Encouraging Young People to Be Entrepreneurs

When I was young, I was a budding entrepreneur. In the late 1980s, one could easy get forty cents a pound for aluminum, so I adamantly collected cans. I provided garbage cans for neighbors to toss their empty cans in, then I would go on a route and collect those cans, adding them to my own collection. Eventually, this became a pretty profitable enterprise for a ten year old boy living in a very rural area – I could make $30 or $40 a week working a few hours a day around whatever else was going on.

Unfortunately, several events killed my entrepreneurial spirit – chief among them, a painful experience where my collected aluminum for most of a summer was stolen by someone I trusted. The wind left my entrepreneurial sails – and it didn’t really come back until the last few years.

That’s a true shame, in my opinion, because I missed out on the best years to be an entrepreneur – late childhood until you settle down with a family. You have the time and the freedom to really let your sails unfurl and let that entrepreneurial wind push you towards your dreams.

Now that I’m a father, I’m looking at my children starting to grow up and I realize that it won’t be long before they reach the age where they will want to earn their own money. Here are seven techniques, learned from observing the parents and mentors of young entrepreneurs, that I intend to use to encourage my own children to make their own success. These techniques will work for anyone you might want to mentor, from

Let them see the possibilities from a very young age. Even now, I’m pointing out to my two year old son that people work to earn money. “Dad and Mom go to work every day so they can make money. We use that money to buy food, to buy our house, and our clothes. Usually, the harder and smarter we work, the more money we make for our time.” I try to constantly show him better ways of doing stuff – like it’s easier to stack the plates when taking them out of the dishwasher then putting the stack away than to put the plates away one at a time. That’s more efficient, and that’s the key to success.

Let their options for earning money be a choice with differing levels of success. I’ve fostered that a bit by having him help with household cleanup – he has some required things to do, like cleaning up his Legos, but he can sometimes earn a quarter by unloading the plates and saucers in the dishwasher, for example. He’s learning that he has an entrepreneurial choice – he can either go play and not stack the plates, or he can stack them and earn a quarter. Most of the time, he wants the quarter – he’s learned that quarters can be taken to the store to buy a new car. Tying the two pieces together, he’s learned that stacking the plates first gets the job done faster (while still doing it just as well as before).

Always provide positive encouragement. The worst thing you can tell someone is that they can’t do it. Instead, point out that they can do it, but before they get there, they’re going to need to add some skills. This is something that my parents and mentors both did quite well – my parents were always adamant that I could live my dreams once I got an education, and lately my mentors have shown me that effort and diligence can carry you quite far. I know that I can’t follow every dream, but I know that with the right tools, I can follow most of them – and it’s because of encouragement that I believe it.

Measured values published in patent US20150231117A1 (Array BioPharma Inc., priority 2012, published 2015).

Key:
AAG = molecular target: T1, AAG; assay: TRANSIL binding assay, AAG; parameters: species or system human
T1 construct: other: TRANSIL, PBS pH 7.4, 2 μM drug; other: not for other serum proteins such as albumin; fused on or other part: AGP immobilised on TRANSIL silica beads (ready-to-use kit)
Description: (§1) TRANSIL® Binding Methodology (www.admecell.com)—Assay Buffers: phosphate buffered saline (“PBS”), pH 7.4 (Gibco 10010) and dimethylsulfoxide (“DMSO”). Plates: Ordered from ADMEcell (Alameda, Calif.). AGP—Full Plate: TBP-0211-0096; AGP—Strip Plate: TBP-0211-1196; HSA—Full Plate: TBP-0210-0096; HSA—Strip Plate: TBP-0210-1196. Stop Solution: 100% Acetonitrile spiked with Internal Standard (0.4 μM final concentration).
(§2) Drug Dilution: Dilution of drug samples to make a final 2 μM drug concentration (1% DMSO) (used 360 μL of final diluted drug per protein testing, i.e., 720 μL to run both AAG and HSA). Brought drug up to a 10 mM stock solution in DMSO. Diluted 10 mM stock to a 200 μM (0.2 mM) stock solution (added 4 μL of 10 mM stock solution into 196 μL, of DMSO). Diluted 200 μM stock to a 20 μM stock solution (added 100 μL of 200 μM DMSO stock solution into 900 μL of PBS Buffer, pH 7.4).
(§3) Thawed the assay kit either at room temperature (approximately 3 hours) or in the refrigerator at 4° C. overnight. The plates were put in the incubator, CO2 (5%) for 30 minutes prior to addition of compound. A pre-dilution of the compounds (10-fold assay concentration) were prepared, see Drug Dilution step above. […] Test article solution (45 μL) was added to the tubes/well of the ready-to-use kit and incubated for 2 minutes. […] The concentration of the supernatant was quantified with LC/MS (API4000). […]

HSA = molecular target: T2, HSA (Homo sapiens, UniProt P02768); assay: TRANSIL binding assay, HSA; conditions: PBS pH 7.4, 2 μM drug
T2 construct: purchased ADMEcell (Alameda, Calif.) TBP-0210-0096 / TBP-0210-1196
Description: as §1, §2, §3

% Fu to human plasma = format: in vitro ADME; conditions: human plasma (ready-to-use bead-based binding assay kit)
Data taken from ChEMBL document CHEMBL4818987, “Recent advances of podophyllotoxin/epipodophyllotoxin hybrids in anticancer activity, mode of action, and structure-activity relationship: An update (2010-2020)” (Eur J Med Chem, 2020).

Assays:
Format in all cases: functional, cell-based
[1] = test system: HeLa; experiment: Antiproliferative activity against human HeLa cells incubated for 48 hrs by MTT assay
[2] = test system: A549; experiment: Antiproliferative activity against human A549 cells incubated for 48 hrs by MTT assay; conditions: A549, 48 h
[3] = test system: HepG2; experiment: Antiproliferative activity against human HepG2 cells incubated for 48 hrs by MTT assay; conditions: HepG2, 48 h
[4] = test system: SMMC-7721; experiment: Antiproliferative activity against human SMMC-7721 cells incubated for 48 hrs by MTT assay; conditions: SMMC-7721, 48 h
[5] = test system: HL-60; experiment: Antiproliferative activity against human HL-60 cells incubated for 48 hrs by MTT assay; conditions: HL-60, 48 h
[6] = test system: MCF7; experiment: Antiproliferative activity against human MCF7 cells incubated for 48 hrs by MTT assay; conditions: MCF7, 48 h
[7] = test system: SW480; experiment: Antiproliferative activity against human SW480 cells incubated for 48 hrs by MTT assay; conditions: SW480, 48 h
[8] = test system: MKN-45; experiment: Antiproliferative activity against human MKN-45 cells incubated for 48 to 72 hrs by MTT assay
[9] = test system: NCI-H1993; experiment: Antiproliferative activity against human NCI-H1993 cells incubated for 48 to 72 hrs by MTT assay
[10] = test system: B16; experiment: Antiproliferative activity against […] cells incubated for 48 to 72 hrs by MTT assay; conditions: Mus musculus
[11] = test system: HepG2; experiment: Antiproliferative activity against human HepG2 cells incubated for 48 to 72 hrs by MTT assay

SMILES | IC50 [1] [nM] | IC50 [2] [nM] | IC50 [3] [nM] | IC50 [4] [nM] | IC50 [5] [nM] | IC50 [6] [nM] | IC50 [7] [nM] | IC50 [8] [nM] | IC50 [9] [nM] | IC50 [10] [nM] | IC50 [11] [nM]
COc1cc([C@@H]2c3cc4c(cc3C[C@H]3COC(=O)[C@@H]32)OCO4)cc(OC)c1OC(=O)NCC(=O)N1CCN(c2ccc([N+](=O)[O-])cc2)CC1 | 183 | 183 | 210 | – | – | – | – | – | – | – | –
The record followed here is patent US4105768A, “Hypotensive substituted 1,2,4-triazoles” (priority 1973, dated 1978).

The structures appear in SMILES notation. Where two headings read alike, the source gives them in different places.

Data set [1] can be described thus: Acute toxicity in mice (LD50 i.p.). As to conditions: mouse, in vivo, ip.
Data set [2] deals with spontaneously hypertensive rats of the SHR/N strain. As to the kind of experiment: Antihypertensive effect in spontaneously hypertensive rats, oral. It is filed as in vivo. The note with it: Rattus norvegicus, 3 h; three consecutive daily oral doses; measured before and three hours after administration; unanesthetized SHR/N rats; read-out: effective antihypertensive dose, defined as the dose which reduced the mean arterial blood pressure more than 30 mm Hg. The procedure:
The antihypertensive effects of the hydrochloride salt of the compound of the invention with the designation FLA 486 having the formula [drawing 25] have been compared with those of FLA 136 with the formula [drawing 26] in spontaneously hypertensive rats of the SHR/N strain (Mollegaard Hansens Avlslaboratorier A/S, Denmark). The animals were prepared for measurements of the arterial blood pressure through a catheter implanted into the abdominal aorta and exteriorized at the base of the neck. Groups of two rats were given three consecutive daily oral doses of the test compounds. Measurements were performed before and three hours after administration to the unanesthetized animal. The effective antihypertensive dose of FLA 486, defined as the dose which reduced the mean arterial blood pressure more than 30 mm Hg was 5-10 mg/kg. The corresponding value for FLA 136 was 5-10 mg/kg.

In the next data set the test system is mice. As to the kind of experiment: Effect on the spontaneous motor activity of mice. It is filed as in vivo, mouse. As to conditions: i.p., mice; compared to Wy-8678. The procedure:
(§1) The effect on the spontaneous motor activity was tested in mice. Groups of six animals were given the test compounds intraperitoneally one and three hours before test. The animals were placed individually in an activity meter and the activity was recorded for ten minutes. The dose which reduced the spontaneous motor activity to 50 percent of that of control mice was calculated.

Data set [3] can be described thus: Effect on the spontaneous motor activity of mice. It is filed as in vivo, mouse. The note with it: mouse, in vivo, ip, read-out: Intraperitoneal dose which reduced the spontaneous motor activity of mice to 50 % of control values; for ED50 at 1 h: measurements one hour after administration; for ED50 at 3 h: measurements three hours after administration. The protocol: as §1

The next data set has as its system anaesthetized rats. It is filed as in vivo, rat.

Help them brainstorm. Entrepreneurship feeds on ideas, usually starting with a core idea that gets developed into a profitable enterprise. This requires creativity and critical thinking, and most of the time, both processes can be helped along with a guiding hand. Listen to their ideas and offer your own. Be willing to be a sounding board for what they’re thinking, and offer positive suggestions. For example, let’s say your nephew wants to start a lawn care business. He needs to think about equipment, about marketing, about policies and prices, and about time to execute these things. Suggest these, watch the wheels turn, and offer some help when it’s needed.

Strongly encourage them to plan ahead. The more planning one does in terms of the future, the more likely long term success will occur. Encourage them to write an actual business plan, and be willing to be an editor of that plan. Encourage thought about where this might potentially go, and whether or not it makes sense to make different basic choices to get there. Should you buy a sturdier lawnmower now, or get a cheap one to get started and upgrade later?

Invest in their work. Many beginning entrepreneurs are stymied by a lack of capital. They can’t afford equipment, business cards, or needed services. Offer to be an “angel investor” for their small enterprise, giving them an interest-free loan to get started. That way, you’re letting them get started while the fire is still burning hot and not putting them in a financial trap, either. I’ve invested in the budding entrepreneurship of multiple people in the last few years, including a person who’s starting a beverage company.

Let them fail, but help them get back up. Failure is going to happen. Vital equipment will fail, a key customer will quit, or all of your work product will get stolen – I’ve seen all of these happen. Let the person feel failure for a bit, but then help them get back up off the ground. This is something that I wish had happened to me when I was younger – I was reeling from the punch, but no one encouraged me to get back out there and keep fighting. Instead, I began to believe that entrepreneurship wasn’t for me – the biggest mistake of all.

The most important thing? Don’t be afraid to be a mentor. If you know someone who’s starting a business, offer to help them in some way, even just in the form of someone to bounce ideas off of. You’ll get nothing but benefit from this in the long run, in the form of a local businessperson who values you and a stronger sense of community and of your own sense of entrepreneurship.